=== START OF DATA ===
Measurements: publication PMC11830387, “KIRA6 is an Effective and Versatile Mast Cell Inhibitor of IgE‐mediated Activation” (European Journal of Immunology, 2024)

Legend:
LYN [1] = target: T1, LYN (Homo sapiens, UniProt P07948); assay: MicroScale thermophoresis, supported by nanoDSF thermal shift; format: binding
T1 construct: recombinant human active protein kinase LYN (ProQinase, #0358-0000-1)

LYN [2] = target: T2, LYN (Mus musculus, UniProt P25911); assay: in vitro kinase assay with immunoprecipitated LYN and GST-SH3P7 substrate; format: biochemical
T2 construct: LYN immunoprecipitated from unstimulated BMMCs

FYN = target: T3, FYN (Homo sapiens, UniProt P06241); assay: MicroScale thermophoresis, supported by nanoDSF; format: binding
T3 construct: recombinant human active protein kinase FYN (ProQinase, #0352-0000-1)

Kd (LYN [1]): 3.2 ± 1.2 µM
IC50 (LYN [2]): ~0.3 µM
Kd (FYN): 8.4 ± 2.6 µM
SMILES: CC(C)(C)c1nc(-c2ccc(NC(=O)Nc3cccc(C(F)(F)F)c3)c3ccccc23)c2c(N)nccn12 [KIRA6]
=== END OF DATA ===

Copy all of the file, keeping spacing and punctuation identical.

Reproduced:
Measurements: publication PMC11830387, “KIRA6 is an Effective and Versatile Mast Cell Inhibitor of IgE‐mediated Activation” (European Journal of Immunology, 2024)

Legend:
LYN [1] = target: T1, LYN (Homo sapiens, UniProt P07948); assay: MicroScale thermophoresis, supported by nanoDSF thermal shift; format: binding
T1 construct: recombinant human active protein kinase LYN (ProQinase, #0358-0000-1)

LYN [2] = target: T2, LYN (Mus musculus, UniProt P25911); assay: in vitro kinase assay with immunoprecipitated LYN and GST-SH3P7 substrate; format: biochemical
T2 construct: LYN immunoprecipitated from unstimulated BMMCs

FYN = target: T3, FYN (Homo sapiens, UniProt P06241); assay: MicroScale thermophoresis, supported by nanoDSF; format: binding
T3 construct: recombinant human active protein kinase FYN (ProQinase, #0352-0000-1)

Kd (LYN [1]): 3.2 ± 1.2 µM
IC50 (LYN [2]): ~0.3 µM
Kd (FYN): 8.4 ± 2.6 µM
SMILES: CC(C)(C)c1nc(-c2ccc(NC(=O)Nc3cccc(C(F)(F)F)c3)c3ccccc23)c2c(N)nccn12 [KIRA6]